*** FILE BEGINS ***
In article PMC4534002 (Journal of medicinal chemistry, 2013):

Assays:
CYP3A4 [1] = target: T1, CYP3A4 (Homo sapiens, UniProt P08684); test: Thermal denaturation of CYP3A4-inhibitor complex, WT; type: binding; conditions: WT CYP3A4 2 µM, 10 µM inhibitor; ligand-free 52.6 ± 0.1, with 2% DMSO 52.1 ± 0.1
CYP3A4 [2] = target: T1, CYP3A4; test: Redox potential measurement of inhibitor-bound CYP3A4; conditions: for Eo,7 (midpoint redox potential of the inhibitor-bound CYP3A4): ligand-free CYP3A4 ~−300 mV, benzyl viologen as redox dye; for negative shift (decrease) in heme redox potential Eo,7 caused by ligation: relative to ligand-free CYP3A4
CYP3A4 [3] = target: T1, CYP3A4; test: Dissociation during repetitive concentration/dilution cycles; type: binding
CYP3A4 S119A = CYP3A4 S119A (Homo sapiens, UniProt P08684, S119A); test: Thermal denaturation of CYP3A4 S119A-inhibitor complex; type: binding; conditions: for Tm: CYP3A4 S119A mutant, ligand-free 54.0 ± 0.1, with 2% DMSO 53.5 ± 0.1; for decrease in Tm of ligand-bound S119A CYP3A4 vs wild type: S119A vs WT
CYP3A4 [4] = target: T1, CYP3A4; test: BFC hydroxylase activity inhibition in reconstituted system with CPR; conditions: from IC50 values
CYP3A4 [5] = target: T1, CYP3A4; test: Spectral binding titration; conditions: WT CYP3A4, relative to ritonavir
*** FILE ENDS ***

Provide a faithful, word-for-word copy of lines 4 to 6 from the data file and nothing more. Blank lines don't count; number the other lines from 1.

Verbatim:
CYP3A4 [2] = target: T1, CYP3A4; test: Redox potential measurement of inhibitor-bound CYP3A4; conditions: for Eo,7 (midpoint redox potential of the inhibitor-bound CYP3A4): ligand-free CYP3A4 ~−300 mV, benzyl viologen as redox dye; for negative shift (decrease) in heme redox potential Eo,7 caused by ligation: relative to ligand-free CYP3A4
CYP3A4 [3] = target: T1, CYP3A4; test: Dissociation during repetitive concentration/dilution cycles; type: binding
CYP3A4 S119A = CYP3A4 S119A (Homo sapiens, UniProt P08684, S119A); test: Thermal denaturation of CYP3A4 S119A-inhibitor complex; type: binding; conditions: for Tm: CYP3A4 S119A mutant, ligand-free 54.0 ± 0.1, with 2% DMSO 53.5 ± 0.1; for decrease in Tm of ligand-bound S119A CYP3A4 vs wild type: S119A vs WT